Democratic Group Called Out for Co-Founder's Comments Targeting Ethnicity of Mitch McConnell's Wife
The Republican Party of Kentucky is calling on all candidates involved with a Democratic-leaning group to denounce its co-founder for targeting the Asian heritage of Senator Mitch McConnell's wife.As WFPL reported Monday, Democratic strategist Kathy Groob came under fire Fancy Farm weekend after making repeated references to the ethnicity McConnell’s wife, Elaine Chao, in a series of Tweets."Hey Mitch, nothing against your wife and spouses should be off limits," Groob said in one Twitter message Saturday. "Since you mentioned it she isn't from (Kentucky), she is Asian."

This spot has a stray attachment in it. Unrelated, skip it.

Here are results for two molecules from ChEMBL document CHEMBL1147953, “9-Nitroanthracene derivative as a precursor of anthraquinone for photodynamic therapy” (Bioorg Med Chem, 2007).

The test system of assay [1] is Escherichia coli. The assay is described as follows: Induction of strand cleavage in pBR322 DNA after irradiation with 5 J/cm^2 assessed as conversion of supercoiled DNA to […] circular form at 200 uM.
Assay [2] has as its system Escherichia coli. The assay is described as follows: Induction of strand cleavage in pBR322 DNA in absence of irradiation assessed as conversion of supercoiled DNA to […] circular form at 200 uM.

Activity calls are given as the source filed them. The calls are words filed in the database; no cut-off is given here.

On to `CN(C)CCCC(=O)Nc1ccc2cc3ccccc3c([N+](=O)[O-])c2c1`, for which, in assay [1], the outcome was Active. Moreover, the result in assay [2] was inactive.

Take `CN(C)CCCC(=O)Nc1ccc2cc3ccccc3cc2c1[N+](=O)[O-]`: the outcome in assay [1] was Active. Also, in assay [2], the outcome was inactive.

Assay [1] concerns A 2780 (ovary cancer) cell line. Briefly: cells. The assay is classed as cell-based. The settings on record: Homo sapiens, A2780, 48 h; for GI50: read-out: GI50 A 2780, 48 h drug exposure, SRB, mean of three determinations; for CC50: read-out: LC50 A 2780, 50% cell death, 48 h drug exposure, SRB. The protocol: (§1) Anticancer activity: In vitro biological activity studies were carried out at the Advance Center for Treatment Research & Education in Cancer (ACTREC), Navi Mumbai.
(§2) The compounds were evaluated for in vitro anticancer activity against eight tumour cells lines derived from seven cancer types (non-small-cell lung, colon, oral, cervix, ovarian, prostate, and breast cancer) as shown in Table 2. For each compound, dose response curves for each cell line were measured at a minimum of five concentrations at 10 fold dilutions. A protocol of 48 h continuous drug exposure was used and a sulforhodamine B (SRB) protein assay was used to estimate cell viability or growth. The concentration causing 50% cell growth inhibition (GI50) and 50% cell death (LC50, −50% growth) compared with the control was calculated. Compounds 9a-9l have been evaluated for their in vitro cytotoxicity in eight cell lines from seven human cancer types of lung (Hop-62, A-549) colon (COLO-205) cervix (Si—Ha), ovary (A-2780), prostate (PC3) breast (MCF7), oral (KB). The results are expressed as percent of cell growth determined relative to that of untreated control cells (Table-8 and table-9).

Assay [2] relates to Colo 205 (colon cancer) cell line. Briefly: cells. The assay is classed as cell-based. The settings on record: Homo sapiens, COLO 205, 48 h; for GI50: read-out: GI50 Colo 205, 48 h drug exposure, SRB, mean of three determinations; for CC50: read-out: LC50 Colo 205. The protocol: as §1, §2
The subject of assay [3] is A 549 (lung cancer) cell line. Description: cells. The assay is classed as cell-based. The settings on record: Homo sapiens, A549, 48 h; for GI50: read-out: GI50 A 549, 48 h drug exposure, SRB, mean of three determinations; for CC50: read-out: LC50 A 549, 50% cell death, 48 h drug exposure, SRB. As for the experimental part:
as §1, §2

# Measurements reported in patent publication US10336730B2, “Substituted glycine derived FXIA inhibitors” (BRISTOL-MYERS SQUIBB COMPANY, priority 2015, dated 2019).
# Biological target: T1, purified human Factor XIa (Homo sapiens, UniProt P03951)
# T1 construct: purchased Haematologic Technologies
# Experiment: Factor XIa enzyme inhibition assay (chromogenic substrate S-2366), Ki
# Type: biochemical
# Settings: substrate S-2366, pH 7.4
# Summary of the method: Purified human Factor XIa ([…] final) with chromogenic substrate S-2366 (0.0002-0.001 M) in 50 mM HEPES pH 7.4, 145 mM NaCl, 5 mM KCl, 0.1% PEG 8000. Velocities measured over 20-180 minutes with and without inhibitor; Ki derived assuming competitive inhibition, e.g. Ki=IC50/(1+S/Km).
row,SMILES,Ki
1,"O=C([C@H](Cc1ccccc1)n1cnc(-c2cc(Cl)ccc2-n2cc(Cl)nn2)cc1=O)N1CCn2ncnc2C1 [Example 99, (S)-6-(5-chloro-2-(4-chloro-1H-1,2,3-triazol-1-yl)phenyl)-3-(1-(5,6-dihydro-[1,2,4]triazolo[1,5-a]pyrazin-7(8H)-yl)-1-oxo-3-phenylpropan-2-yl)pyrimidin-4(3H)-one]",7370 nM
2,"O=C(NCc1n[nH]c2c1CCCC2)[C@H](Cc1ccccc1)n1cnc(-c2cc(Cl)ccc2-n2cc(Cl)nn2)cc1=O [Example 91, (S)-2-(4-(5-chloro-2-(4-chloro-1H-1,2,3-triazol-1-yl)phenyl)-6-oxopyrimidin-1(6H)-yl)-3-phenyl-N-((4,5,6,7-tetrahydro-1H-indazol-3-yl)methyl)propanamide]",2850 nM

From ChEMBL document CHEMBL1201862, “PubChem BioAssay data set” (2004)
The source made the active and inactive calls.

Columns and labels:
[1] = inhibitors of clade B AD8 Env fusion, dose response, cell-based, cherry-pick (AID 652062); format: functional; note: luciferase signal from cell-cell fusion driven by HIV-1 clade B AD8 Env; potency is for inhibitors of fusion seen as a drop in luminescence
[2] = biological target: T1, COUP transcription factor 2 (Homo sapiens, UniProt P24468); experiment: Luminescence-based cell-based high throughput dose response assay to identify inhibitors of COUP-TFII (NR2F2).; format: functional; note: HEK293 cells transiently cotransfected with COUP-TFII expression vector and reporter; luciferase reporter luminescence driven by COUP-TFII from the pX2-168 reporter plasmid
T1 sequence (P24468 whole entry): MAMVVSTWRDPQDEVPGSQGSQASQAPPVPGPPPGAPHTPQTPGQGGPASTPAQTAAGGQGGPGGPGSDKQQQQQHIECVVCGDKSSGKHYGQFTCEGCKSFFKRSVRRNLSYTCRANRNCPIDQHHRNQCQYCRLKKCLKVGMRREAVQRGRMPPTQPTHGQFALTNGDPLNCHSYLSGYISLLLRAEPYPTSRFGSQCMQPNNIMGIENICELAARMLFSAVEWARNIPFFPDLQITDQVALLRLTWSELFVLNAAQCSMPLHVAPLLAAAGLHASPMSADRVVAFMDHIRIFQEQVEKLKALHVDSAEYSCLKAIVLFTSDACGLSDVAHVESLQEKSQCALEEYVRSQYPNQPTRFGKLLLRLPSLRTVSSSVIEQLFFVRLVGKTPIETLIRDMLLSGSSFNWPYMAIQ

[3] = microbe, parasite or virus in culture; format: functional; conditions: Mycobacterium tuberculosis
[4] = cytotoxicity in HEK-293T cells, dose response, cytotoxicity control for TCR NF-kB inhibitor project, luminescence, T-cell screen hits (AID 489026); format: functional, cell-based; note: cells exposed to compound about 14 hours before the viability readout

Groob is a political consultant who is also co-founder of Emerge Kentucky, a group dedicated to training Democratic women to run for public office. The state GOP is demanding those who have participated in or who are supported by Emerge to come out against Groob's comments. "Kathy Groob's disgusting attacks and reprehensible behavior are unacceptable and should not be tolerated," said Republican spokeswoman Kelsey Cooper. "This type of offensive, hateful language has no place in our Commonwealth, or anywhere for that matter, and should be denounced immediately by anyone associated with the Emerge Kentucky program." Founded in 2009 by Groob and former Kentucky Democratic Party Chair Jennifer Moore, Emerge has had dozens of women go through its program. Its alumnae include incumbent Louisville Metro Council members Cindi Fowler and Attica Scott. Other candidates who have gone through Emerge's ranks are vying for office this year, such as Democratic congressional candidate Elisabeth Jensen of Lexington and state House candidate Ashley Miller of Louisville. State Republicans point out Emerge's advisory board consists of some of Kentucky most well-known female lawmakers and candidates, including Democratic U.S. Senate contender Alison Lundergan Grimes. The Grimes camp has called Groob's comments "uncalled for and unacceptable," and the remarks have alons been denounced by the state Democratic Party. "It's quite ironic that the co-founder of a group responsible for training women candidates for higher office is now leveling racist attacks against another woman," said Cooper. "(A)nd apparently demonstrating to Kentuckians that this type of egregious disrespect is what they can expect from Emerge Kentucky's candidates and leaders." An Emerge spokeswoman did not immediately return WFPL's request for comment. UPDATE 12:50 p.m.: Emerge spokeswoman Elizabeth Sawyer bypassed the state GOP's call and denies Groob is their co-founder. "Kathy Groob is not a co-founder of Emerge," said Sawyer. "She is a former employee who has no current affiliation with our organization." The bio on Groob's consulting website, however, states she is the group's co-founder. Other sites, namely the House Democratic Caucus, have said Groob "co-founded" Emerge without previous dispute from the women's group. In 2010, LEO Weekly reported on how Groob and Moore were the spearheads of the organization, which was the first Emerge America affiliate in the south. When the Kentucky chapter launched, Groob was cast with the responsibility of recruiting its first class. Sawyer told WFPL the state GOP attacks are also off-base because Groob is no longer affiliated the group. "Emerge is dedicated to inclusion and support for women, and we continue to oppose the language of division and intolerance in both parties, including the deplorable remarks in question," she said. "Attempts by Republican operatives to connect those comments to Emerge and our alumnae is a disingenuous distraction and a completely baseless attack."